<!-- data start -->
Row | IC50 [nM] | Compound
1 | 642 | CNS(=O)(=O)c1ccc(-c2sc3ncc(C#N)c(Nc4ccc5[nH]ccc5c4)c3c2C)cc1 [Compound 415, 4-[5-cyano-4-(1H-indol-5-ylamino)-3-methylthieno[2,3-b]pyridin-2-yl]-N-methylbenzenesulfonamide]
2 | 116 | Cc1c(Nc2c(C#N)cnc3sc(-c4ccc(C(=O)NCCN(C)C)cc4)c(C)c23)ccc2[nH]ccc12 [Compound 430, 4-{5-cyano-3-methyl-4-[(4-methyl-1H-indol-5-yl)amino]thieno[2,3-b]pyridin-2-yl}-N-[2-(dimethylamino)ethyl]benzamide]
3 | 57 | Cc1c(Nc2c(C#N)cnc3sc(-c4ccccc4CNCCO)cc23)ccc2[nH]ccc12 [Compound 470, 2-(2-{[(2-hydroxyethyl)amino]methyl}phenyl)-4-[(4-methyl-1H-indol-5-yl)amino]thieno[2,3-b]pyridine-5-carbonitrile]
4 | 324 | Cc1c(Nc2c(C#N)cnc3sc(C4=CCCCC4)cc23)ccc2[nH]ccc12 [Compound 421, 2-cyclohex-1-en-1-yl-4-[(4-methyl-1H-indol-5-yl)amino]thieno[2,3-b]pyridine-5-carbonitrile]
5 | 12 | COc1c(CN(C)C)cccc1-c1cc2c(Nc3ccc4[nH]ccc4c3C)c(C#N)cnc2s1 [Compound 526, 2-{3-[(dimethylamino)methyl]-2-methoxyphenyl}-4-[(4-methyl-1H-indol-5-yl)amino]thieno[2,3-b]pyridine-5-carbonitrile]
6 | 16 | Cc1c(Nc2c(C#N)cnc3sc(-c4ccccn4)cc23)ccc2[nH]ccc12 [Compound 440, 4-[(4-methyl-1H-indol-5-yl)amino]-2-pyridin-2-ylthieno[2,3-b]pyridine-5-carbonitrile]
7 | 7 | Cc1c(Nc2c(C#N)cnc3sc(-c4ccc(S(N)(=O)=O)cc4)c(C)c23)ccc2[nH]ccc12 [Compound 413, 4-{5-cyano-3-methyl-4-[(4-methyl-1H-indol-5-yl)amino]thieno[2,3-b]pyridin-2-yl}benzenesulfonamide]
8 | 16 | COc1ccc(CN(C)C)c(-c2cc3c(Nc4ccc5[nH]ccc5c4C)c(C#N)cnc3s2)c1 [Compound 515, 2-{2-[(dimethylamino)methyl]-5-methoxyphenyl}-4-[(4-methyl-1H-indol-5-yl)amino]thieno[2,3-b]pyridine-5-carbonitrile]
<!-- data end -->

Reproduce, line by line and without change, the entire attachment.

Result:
Row | IC50 [nM] | Compound
1 | 642 | CNS(=O)(=O)c1ccc(-c2sc3ncc(C#N)c(Nc4ccc5[nH]ccc5c4)c3c2C)cc1 [Compound 415, 4-[5-cyano-4-(1H-indol-5-ylamino)-3-methylthieno[2,3-b]pyridin-2-yl]-N-methylbenzenesulfonamide]
2 | 116 | Cc1c(Nc2c(C#N)cnc3sc(-c4ccc(C(=O)NCCN(C)C)cc4)c(C)c23)ccc2[nH]ccc12 [Compound 430, 4-{5-cyano-3-methyl-4-[(4-methyl-1H-indol-5-yl)amino]thieno[2,3-b]pyridin-2-yl}-N-[2-(dimethylamino)ethyl]benzamide]
3 | 57 | Cc1c(Nc2c(C#N)cnc3sc(-c4ccccc4CNCCO)cc23)ccc2[nH]ccc12 [Compound 470, 2-(2-{[(2-hydroxyethyl)amino]methyl}phenyl)-4-[(4-methyl-1H-indol-5-yl)amino]thieno[2,3-b]pyridine-5-carbonitrile]
4 | 324 | Cc1c(Nc2c(C#N)cnc3sc(C4=CCCCC4)cc23)ccc2[nH]ccc12 [Compound 421, 2-cyclohex-1-en-1-yl-4-[(4-methyl-1H-indol-5-yl)amino]thieno[2,3-b]pyridine-5-carbonitrile]
5 | 12 | COc1c(CN(C)C)cccc1-c1cc2c(Nc3ccc4[nH]ccc4c3C)c(C#N)cnc2s1 [Compound 526, 2-{3-[(dimethylamino)methyl]-2-methoxyphenyl}-4-[(4-methyl-1H-indol-5-yl)amino]thieno[2,3-b]pyridine-5-carbonitrile]
6 | 16 | Cc1c(Nc2c(C#N)cnc3sc(-c4ccccn4)cc23)ccc2[nH]ccc12 [Compound 440, 4-[(4-methyl-1H-indol-5-yl)amino]-2-pyridin-2-ylthieno[2,3-b]pyridine-5-carbonitrile]
7 | 7 | Cc1c(Nc2c(C#N)cnc3sc(-c4ccc(S(N)(=O)=O)cc4)c(C)c23)ccc2[nH]ccc12 [Compound 413, 4-{5-cyano-3-methyl-4-[(4-methyl-1H-indol-5-yl)amino]thieno[2,3-b]pyridin-2-yl}benzenesulfonamide]
8 | 16 | COc1ccc(CN(C)C)c(-c2cc3c(Nc4ccc5[nH]ccc5c4C)c(C#N)cnc3s2)c1 [Compound 515, 2-{2-[(dimethylamino)methyl]-5-methoxyphenyl}-4-[(4-methyl-1H-indol-5-yl)amino]thieno[2,3-b]pyridine-5-carbonitrile]